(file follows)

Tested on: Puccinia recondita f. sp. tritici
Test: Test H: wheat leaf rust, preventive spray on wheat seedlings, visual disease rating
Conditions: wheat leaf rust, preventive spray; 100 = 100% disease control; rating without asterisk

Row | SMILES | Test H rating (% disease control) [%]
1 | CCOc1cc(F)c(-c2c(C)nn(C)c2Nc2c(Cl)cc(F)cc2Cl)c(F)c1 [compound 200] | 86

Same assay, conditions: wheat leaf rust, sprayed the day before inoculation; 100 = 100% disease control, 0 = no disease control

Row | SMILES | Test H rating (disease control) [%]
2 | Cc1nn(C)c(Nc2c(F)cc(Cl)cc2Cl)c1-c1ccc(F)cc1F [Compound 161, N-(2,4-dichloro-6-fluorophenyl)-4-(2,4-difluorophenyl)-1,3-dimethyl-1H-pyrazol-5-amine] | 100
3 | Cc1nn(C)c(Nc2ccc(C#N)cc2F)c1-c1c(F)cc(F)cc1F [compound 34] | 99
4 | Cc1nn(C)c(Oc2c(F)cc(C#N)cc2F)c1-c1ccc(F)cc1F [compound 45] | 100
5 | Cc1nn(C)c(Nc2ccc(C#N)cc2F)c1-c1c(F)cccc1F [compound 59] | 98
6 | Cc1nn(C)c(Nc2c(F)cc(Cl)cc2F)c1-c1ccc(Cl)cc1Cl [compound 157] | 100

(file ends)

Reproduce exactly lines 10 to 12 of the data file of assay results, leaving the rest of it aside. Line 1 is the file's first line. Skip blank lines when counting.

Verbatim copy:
4 | Cc1nn(C)c(Oc2c(F)cc(C#N)cc2F)c1-c1ccc(F)cc1F [compound 45] | 100
5 | Cc1nn(C)c(Nc2ccc(C#N)cc2F)c1-c1c(F)cccc1F [compound 59] | 98
6 | Cc1nn(C)c(Nc2c(F)cc(Cl)cc2F)c1-c1ccc(Cl)cc1Cl [compound 157] | 100